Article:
These are the people who aren’t familiar with reframing their thinking – learning to think from different underlying assumptions and beliefs. “How can you turn your back on our trusty, dependable worldview after all it has meant to us?” they shout at the visionaries, accusing them of being ingrates, turning their backs on the familiar and comfortable – the only worldview they have ever known!

The visionaries try to explain they have no ill will against the old paradigm. They try to tell the loyalists that the old worldview has had its day and a more functional one is trying to be born but cannot emerge if there is no acceptance, no welcoming.

Like trying to breed healthy fish in an aquarium filled with diseased water, we can nurse the sick fish back to health time after time but as long as they are returned to the infected water their good health will be temporary. The old worldview which might include such outmoded beliefs like: 1. we are separate beings without any connection except for blood relations or family, 2. to win others need to lose, 3. love is a rare exception in a malevolent world and 4. Nature is ours to dominate. Mystics have been telling us this for centuries and now our beloved science is confirming we are all connected in a very real way.

Living and working with an outmoded paradigm-worldview is like trying to drive your car with the rear view mirror.

The paradigm waiting to be accepted is more aligned with our new science which shows us 1. we are interconnected, 2. our world is fragile and can only handle so much abuse, 3. we either start acting like crewmembers on Spaceship Earth or we perish and 4. we can consciously evolve for perhaps the first time in human history.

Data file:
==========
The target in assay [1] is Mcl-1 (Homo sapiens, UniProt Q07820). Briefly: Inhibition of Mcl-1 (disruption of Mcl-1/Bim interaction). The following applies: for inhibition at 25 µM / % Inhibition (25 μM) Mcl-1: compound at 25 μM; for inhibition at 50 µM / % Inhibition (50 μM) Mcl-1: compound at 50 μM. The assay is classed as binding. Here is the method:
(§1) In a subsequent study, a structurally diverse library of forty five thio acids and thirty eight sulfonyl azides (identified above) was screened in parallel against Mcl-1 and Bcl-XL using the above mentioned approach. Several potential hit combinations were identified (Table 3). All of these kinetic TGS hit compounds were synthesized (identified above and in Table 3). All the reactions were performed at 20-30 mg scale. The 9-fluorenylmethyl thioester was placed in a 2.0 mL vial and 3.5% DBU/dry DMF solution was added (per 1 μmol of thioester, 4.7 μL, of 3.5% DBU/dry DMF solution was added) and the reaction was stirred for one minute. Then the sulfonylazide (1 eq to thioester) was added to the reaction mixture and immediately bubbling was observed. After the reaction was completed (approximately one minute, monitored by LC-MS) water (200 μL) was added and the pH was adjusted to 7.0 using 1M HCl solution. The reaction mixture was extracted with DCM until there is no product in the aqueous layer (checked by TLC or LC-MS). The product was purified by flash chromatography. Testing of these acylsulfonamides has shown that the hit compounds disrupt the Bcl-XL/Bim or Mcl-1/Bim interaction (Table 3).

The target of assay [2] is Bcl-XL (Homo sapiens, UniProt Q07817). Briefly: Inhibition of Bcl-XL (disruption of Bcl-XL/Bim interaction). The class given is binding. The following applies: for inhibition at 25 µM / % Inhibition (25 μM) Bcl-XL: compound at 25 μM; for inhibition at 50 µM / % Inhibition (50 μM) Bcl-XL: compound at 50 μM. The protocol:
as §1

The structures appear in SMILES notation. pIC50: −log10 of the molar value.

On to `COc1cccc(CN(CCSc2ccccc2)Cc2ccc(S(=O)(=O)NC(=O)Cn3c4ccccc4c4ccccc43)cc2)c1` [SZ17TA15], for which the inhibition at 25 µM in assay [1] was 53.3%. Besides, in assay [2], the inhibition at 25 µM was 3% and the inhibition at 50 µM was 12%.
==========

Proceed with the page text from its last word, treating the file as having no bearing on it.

The gap between the dying older paradigm and the birth of the new is the reality we experience today. This chasm can cause great upset and angst among those who cannot imagine a “new and improved” worldview emerging, those who only know their familiar paradigm is losing it and have no idea that something better awaits them. This news may help them be less anxious, less afraid and, perhaps, more accepting of the new worldview that’s trying to emerge.

How will the eventual shift complete itself? My best guess is it will happen when there is enough acceptance for the death of the old and enough desire for the birth of something new. This is a question of collective will, it seems to me. Unlike the century or two it took for people to give up the idea the world was flat, there is some urgency in this paradigm shift becoming complete. The consequence of not changing one’s mind about the Earth being flat in the 19th Century wasn’t particularly costly for anyone else. Refusing to think differently now, like Einstein recommended all those years ago, could be very costly for all of humanity.

The baby is waiting to be born. Can we accept it, nurture it into acceptance and help it to maturity?


[NOTE: Thanks to Dr. Michael Ray for his counsel in writing this article.]
3. NEXT MONTH’S EDITORIAL: “Appreciating Context: The Key To Lasting Change”

“I’m used to people who don’t know me making judgments about me. I’m a high school student.”
– Michelle Wie, teenage golfer
5. HOT LINK OF THE MONTH: Institute of Noetic Sciences: A non-profit organization; founded in 1973 by astronaut Edgar Mitchell; researches and publishes papers on the development of the mind and consciousness; based in Petaluma; Willis Harman was president from 1977 to 1996. John is a member, supporter and has spoken at several of their events.


John delivers keynotes talks to corporations, associations and conferences. A list of his topics can be viewed at Keynotes That Make You Think! For references check: What people have said about John as a speaker.

John is a San Francisco writer and businessman-futurist. His latest book is Getting to the Better Future: A Matter of Conscious Choosing. More about John can be found at About.

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John Renesch

John is a seasoned businessman-turned-futurist who has published 14 books and hundreds of articles on social and organizational transformation.